Wells Fargo CEO John Stumpf apologized to customers for more than 2 million fake accounts opened in their names, but denied any orchestrated fraud by bank management.
In testimony to the Senate Banking Committee Tuesday, Stumpf also said the bank plans to expand the internal review of accounts and refund process by two years, starting in 2009 now.
He addressed the outrage over Carrie Tolstedt, the head of the division where the fake accounts were created who is set to walk away with $124 million in stocks and options, when she retires later this year. Stump indicated Tolstedt was pushed out after the bank determined she "did not do enough" to fix issues in the retail bank.
Stumpf also suggested that the Wells Fargo board, in an independent process, will consider possible clawbacks of her compensation.
"The board has the tools to hold senior management accountable, including me and Carrie Tolstedt," Stumpf said.
The Wells Fargo CEO said the scandal pains him more than any problem faced by the bank in his 35 years there, and that he accepts responsibility.
"I am deeply sorry that we failed to fulfill our responsibility to our customers, to our team members, and to the American public," he said in his prepared remarks.
"I do want to make very clear that there was no orchestrated effort, or scheme as some have called it, by the company," he said.
Stumpf said the fake accounts cost the bank both money and satisfied customers. He said the scandal goes against "our values, ethics and culture and runs counter to our business strategy."
Wells Fargo also said it will now alert every single deposit customer to review their accounts and shut down ones they don't want or recognize. Previously the bank had only agreed to do that for its California customers, as part a settlement with Los Angeles.
Further, Wells Fargo said it has begun contacting hundreds of thousands of customers with open credit cards to confirm they need or want their card.
Senator Elizabeth Warren, a member of the committee, has called the scandal a "staggering fraud." She has said that if Stumpf and other top management really did not know the scope of the scandal, "that tells me this is simply a bank that is too big to manage."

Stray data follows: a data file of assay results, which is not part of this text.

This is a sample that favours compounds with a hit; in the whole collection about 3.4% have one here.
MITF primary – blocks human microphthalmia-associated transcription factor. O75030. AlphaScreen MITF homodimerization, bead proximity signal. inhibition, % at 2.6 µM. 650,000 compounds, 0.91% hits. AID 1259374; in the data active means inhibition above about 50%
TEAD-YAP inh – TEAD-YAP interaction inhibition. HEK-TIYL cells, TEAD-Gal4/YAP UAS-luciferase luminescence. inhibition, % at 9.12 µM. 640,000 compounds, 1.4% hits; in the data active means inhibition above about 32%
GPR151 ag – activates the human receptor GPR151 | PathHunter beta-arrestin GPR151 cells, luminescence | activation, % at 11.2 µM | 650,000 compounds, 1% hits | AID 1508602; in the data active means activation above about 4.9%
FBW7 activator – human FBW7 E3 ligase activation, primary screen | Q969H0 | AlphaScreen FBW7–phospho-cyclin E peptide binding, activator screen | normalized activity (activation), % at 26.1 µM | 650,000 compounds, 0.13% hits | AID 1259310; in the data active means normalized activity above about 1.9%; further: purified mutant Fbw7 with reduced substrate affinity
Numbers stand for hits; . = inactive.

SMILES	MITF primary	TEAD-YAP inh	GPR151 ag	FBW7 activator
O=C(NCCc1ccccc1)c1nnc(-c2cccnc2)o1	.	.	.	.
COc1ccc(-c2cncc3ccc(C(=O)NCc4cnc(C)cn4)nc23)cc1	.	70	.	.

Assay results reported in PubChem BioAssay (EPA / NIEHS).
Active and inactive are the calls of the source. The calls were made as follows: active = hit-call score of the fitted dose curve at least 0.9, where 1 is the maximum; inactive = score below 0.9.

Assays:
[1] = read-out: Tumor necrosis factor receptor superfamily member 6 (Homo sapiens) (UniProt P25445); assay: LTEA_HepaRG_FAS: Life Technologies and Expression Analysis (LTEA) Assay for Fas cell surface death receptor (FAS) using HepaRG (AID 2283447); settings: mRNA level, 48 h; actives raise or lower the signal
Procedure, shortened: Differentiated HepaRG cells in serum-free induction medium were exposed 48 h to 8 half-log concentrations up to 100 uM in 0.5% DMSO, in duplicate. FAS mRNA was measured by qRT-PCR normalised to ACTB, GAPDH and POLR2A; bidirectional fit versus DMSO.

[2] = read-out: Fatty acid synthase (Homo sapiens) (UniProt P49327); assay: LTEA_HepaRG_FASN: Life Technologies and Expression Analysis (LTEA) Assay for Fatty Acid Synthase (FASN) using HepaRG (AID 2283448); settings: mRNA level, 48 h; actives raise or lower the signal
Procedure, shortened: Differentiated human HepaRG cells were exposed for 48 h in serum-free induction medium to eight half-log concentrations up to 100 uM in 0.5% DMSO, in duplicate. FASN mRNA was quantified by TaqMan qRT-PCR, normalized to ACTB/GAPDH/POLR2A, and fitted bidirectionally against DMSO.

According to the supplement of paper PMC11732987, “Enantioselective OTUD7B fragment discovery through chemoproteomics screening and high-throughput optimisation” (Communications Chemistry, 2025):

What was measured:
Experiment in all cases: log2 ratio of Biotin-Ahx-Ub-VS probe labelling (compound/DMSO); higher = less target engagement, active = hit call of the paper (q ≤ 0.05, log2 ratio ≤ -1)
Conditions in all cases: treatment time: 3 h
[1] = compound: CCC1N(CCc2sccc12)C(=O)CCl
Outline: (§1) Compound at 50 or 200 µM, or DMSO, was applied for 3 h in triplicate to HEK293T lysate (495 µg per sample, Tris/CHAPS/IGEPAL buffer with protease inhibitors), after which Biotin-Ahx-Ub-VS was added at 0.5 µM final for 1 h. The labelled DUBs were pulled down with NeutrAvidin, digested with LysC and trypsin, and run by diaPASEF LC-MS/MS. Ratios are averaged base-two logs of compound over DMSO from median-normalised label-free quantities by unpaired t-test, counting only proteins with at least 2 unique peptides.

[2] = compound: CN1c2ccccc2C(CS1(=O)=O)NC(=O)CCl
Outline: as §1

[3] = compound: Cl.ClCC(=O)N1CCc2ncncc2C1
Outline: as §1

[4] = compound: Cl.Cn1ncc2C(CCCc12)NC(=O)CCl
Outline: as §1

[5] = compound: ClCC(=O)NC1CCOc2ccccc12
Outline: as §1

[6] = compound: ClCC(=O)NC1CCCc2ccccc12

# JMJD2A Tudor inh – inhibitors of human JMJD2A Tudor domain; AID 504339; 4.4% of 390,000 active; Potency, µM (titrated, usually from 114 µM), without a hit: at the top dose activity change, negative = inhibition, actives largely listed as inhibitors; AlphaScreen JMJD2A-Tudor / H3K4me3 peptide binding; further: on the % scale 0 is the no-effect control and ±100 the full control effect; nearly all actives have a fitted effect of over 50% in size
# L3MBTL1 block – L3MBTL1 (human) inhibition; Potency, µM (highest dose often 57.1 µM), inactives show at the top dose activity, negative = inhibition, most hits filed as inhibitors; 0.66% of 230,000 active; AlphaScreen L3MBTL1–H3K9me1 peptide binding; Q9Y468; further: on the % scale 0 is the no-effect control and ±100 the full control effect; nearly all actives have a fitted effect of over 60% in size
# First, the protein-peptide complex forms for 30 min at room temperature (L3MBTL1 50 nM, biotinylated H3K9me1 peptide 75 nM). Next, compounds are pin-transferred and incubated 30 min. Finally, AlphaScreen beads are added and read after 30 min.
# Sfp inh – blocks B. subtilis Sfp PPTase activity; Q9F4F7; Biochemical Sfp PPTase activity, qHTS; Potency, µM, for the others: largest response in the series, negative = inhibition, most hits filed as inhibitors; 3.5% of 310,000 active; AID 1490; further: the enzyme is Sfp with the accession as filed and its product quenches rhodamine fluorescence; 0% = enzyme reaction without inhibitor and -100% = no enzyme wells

Stumpf told the committee that the bank fired 5,300 employees involved in the fake accounts starting in 2011, not in response to the Consumer Financial Protection Bureau, which revealed the scandal earlier this month.
Lawmakers pressed Wells Fargo to explain who it fired besides low-level employees among the 5,300 workers that were let go as part of the scandal.
Stumpf reiterated that "managers and managers of managers" were fired, and for the first time said at least one "area president" was also terminated.
The Wells Fargo hearing inspired a rare burst of bipartisanship from Republicans and Democrats who teamed up to hold the hearing.
"You have done something I've never seen in 10 years: You have united this committee -- and not in a good way," Sen. Jon Tester told Stumpf.
Jaret Seiberg, an analyst at Cowen & Company, said Stumpf's testimony is unlikely to satisfy either Democrats or Republicans. He said Wells Fargo has admitted it was aware of the problem since at least 2011, but was evidently unable to stop it despite increasingly aggressive steps to do so.
That suggests "employees believed the aggressive cross-selling was required to stay employed," Seiberg wrote in a report.
Analysts believe lawmakers may take the hearing as an opportunity to pressure the Justice Department to prosecute senior Wells Fargo executives for fraud. The Justice Department has issued subpoenas to Wells Fargo over the scandal, a U.S. official told CNN last week.
"There is tremendous pressure on Justice to bring criminal charges against bankers. That is why the stakes are so high here for Wells Fargo," Seiberg wrote.
Also due to testify at the hearing are two regulators: Richard Cordray, director of the consumer bureau, which fined Wells $185 million, and Tom Curry, the U.S. comptroller of the currency, which oversees the bank. Also testifying will be James Clark, the deputy Los Angeles city attorney who brought the lawsuit that helped bring the scandal to light.